The purpose of this award is to recognize stellar contributions to the care of older adults by a resident, post-residency fellow or junior faculty member in neurology, psychiatry, medicine or related disciplines. Eligible individuals may also have had experience in at least one of the following geriatric service areas: direct patient care, didactic teaching, conferences, or national/international meetings and, patient-oriented or basic research that addresses aging issues. The award is supported by the Foundation for Barnes-Jewish Hospital from the Alene and Meyer Kopolow Fund for Geriatrics, Psychiatry and Neurology.
Dr. Cummings-Vaughn is an Associate Professor of Internal Medicine in the Division of Geriatrics and Nutritional Science at Washington University in Saint Louis and provides care for older adults in the outpatient, inpatient and long-term care settings. She is the Medical Director for the Stay Healthy Clinic and Outpatient Program, the primary readmission prevention program at Barnes Jewish Hospital and the Associate Medical Director for Parc Provence Nursing Home. Cummings-Vaughn is also a clinician for the Memory and Aging Project at the Knight Alzheimer’s Disease Research Center at Washington University in St. Louis. Her scholarly activity focuses on understanding factors that lead to poor outcomes for older adults and the racial and ethnic differences in disease identification and outcomes.
Chancellor Mark S. Wrighton, PhD, led his address by noting the challenges of aging in our society: health, social, economic and political–all challenges WashU targeted as it founded the Center for Aging in 1998 as a cross-disciplinary collaboration.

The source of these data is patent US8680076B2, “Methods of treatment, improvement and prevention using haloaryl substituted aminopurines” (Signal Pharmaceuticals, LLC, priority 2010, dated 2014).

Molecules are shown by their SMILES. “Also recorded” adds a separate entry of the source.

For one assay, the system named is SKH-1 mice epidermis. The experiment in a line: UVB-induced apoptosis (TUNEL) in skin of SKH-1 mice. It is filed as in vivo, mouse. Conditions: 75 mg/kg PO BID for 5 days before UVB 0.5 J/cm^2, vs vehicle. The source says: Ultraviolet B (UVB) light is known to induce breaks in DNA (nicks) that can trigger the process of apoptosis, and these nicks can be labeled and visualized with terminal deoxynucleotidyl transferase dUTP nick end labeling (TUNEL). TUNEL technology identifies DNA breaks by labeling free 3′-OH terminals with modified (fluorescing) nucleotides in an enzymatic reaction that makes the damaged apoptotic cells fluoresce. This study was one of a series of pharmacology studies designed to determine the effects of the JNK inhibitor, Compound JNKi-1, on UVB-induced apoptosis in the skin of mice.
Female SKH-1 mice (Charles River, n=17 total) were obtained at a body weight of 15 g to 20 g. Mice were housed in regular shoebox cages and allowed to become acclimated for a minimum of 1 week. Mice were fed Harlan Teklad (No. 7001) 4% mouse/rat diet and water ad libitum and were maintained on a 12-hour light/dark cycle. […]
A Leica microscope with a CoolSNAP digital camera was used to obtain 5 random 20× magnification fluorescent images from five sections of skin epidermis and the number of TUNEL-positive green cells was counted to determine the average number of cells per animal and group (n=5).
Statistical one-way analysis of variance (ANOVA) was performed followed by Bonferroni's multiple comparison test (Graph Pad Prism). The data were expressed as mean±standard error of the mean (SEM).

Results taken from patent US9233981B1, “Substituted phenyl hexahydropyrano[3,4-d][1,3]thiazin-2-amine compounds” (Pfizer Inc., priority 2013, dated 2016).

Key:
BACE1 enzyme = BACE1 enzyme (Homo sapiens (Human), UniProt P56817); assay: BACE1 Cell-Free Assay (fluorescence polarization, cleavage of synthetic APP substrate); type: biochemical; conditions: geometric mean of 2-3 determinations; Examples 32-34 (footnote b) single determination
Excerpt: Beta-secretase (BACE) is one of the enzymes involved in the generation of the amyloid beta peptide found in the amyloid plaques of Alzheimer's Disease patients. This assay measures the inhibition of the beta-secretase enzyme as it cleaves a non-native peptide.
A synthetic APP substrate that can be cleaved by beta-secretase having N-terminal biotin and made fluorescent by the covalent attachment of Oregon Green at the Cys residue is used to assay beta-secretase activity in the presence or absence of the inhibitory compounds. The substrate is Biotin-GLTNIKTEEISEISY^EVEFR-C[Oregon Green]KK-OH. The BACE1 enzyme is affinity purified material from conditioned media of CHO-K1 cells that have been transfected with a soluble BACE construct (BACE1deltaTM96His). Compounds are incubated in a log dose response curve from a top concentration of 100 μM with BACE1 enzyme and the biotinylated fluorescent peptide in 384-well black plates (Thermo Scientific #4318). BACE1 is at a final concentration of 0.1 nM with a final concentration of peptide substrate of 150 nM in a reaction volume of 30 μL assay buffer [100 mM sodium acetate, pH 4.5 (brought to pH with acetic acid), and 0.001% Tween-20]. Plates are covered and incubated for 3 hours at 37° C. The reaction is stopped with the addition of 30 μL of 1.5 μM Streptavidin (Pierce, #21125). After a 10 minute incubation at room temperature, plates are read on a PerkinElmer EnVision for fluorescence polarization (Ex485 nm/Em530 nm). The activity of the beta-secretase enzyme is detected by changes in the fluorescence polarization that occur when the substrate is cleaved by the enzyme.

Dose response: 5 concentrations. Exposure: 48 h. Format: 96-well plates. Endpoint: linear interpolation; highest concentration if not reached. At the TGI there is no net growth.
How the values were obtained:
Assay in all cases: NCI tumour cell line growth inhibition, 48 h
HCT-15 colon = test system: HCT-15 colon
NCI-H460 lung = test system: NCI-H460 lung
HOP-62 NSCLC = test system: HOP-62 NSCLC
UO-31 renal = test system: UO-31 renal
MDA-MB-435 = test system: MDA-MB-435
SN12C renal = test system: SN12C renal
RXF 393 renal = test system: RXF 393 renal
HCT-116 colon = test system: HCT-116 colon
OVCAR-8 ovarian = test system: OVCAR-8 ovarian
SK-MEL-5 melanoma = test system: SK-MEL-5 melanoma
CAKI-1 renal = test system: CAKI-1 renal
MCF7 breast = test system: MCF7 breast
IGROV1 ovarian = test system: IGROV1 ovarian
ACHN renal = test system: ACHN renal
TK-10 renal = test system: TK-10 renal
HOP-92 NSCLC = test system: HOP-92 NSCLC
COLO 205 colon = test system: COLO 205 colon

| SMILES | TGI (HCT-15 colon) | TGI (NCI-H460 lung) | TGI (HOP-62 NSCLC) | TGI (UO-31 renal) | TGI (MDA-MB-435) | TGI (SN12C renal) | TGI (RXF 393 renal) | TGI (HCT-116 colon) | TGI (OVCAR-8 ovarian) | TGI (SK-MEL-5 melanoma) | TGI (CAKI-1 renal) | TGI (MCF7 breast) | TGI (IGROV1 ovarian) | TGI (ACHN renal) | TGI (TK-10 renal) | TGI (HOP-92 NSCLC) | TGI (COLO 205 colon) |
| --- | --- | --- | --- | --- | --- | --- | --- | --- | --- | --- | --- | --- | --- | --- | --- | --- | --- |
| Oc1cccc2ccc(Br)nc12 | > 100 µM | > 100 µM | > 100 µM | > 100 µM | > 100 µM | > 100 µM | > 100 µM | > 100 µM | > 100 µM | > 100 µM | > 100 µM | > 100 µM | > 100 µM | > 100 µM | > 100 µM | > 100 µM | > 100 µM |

Chancellor Wrighton enlightened the audience on a few key statistics about our current aging population: In the year 1900, only 4% of the U.S. population was age 65 years or older. That figure rose to 15% in the year 2000 and according to the U.S. Census Bureau, 25% of the population will be age 65 in the next 20 years. In fact, statistics show that the oldest population is now experiencing the fastest growth. Chancellor Wrighton added, “We can expect a 400% increase in centenarians (those living at 100 years old) by 2030.”
The chancellor quoted the latest figures showing that if a female reaches age 65 today, she can expect to live to age 85. Males who reach 65 today have a life expectancy of age 83. Today’s top five causes of mortality include heart disease (in the number one spot), cancer, chronic respiratory diseases, unintentional injuries and stroke, Wrighton reported.
Alzheimers continues to be one of the biggest fears among older adults in the U.S. It’s also the most costly of all diseases peaking at more than $172 billion each year and annually, it kills more Americans than breast and prostate cancer combined, said Wrighton. WashU’s Knight ADRC program is helping establish a worldwide plan that, among other accomplishments, is helping combat the disease through the development of imaging and biomarkers to help recognize the disease in patients decades before symptoms actually develop.
Chancellor Wrighton closed his talk by acknowledging Washington University’s other aging-related programs, including Washington University for Life, an initiative to increase age-diversity on campus and provide education across the longer life course.
One final surprise announcement was the new “Mark S. Wrighton Graduate Student Research Award on Aging”. To be awarded in 2020 by the Friedman Center for Aging, the new award will recognize graduate students who show outstanding promise as researchers on aging-related topics relevant to older adults.
The lecture and awards were followed by a reception and a poster session featuring student projects surrounding aging-related topics and issues.